Over half (55%) of council respondents agreed that councils should be more responsible for facilitating outcomes rather than delivering service solutions. Almost the same (50%) say they fully understand how to measure outcomes and assess the impact they have. However, only 29% agree that they fully understand the cost of securing outcomes on a multi-organisations basis across their area.
When it comes to outcomes, 80% agree health and social care integration will have a positive impact on health outcomes. However, only 25% agree that integration will deliver savings for their council and only 19% say incentives are well aligned across health and social care. Thinking about how things might be, 57% agree there should be a single budget for each local health, social care and public health economy.
“To be effective, transformation needs to focus on individual and community needs and not organisational or professional needs.”
“Cultural differences and financial challenges mean the focus from some partners is not on improving outcomes for residents but on complicated organisational forms of delivery.”
Councils must embrace a ‘digital mindset’ in terms of how they approach the opportunity digital and data offer to transform how they operate and change the terms of engagement with the public.
Almost seven in ten agree that their organisation puts customer experience first, yet 80% are not embracing new technology and only 40% of the public are satisfied with the digital access they have to council services.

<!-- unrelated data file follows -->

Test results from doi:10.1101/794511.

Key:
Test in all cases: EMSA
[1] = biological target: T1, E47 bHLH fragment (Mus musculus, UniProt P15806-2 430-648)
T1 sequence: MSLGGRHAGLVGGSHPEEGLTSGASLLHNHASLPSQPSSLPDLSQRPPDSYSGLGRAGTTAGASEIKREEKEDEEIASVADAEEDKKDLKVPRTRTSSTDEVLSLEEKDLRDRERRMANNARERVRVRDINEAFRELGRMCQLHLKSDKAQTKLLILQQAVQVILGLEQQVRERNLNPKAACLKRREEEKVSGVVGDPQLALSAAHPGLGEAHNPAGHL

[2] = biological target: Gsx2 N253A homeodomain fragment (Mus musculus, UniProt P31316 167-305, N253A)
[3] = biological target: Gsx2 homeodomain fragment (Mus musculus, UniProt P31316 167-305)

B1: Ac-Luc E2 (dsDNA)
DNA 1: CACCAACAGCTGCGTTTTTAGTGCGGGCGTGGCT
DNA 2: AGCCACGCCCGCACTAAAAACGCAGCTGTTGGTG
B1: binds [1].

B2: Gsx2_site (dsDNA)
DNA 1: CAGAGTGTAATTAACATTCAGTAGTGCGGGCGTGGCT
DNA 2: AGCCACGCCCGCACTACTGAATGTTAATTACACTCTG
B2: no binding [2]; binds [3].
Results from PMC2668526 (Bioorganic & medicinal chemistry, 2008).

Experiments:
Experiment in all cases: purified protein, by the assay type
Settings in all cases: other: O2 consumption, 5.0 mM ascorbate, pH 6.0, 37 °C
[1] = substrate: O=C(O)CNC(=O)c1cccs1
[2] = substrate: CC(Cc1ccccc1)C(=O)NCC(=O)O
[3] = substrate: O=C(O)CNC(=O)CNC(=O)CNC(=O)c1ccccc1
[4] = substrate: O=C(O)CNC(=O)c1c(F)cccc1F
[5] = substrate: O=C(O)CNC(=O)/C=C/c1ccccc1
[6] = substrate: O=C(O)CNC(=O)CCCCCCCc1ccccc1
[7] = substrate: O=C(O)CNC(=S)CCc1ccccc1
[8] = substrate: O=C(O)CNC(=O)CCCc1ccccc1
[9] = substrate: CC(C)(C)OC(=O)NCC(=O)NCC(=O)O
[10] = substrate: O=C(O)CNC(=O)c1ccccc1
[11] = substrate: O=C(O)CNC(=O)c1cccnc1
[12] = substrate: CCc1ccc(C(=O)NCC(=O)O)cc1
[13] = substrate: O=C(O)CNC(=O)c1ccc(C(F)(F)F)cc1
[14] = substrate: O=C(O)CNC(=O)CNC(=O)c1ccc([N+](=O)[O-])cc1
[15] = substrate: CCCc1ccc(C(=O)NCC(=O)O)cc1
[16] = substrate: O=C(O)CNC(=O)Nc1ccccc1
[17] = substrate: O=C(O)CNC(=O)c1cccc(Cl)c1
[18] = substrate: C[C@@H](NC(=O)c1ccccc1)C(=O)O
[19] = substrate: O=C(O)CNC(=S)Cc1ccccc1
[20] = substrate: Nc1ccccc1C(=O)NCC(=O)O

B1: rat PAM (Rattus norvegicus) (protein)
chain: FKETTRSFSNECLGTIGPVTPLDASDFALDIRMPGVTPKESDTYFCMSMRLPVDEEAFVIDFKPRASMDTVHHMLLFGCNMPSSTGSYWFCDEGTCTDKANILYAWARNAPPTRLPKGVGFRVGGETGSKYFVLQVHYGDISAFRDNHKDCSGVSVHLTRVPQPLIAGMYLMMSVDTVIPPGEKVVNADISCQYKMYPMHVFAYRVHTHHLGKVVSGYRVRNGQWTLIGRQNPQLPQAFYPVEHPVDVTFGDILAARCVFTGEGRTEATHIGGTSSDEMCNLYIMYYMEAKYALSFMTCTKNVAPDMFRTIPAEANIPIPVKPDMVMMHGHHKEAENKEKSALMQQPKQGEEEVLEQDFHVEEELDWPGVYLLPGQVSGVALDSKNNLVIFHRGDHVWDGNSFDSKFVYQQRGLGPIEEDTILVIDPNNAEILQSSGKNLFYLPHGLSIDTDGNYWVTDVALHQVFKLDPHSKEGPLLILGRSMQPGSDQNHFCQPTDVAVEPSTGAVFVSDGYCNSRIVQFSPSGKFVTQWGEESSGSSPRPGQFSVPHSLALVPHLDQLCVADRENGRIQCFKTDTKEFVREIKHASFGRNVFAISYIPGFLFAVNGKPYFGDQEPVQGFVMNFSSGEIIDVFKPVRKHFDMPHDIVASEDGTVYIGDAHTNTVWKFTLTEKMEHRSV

When it comes to cyber, two thirds of councils are confident that their approach to digital security will cope with cyber threats, yet only 40% of the public trust their council with their data. Regarding artificial intelligence (AI), four in ten say they have plans to introduce AI into their organisation in the next three years, while another 36% say they have introduced limited AI already. Less than three in ten are confident about their data analytics capabilities, with 68% not using data to inform decision-making.
Given sustained financial pressures, while there is no shortage of ambition, resource and capability constraints loom large on the minds of council leaders. The ongoing impact of austerity is evident with just half (53%) of council respondents to our survey remaining confident of delivering savings in the next year without impacting on quality of service or outcomes. That’s down from 72% last year and a high of 94% in 2012. Only a third (33%) are confident that they can make the savings needed in the next five years, although 93% say that they expect some councils to get into a serious financial crisis during that period.
“The uncertainty around the future funding of local public services is leading to an inability to plan for the medium- to long-term. Our funding scenarios range from a £5m-£30m shortfall depending on outcomes of Fair Funding and Comprehensive Spending Review.”
With uncertainty over the Spending Review and the Fair Funding Review, councils need to grasp the levers they have control over to future-proof themselves. New ways of working means different capabilities are needed, with a greater emphasis on skills around influencing, enabling and convening, underpinned by data analytics and evidence.
For local public services, there are five key areas organisations should focus on to deliver successful places where people want to live, visit, work and invest:
"Councils have proved their ability to deal with significant demands in the past decade, but the greatest challenges may yet be to come. Councils, and their partners, will need to continue to adapt, innovate and collaborate as they look to 2020 and beyond.”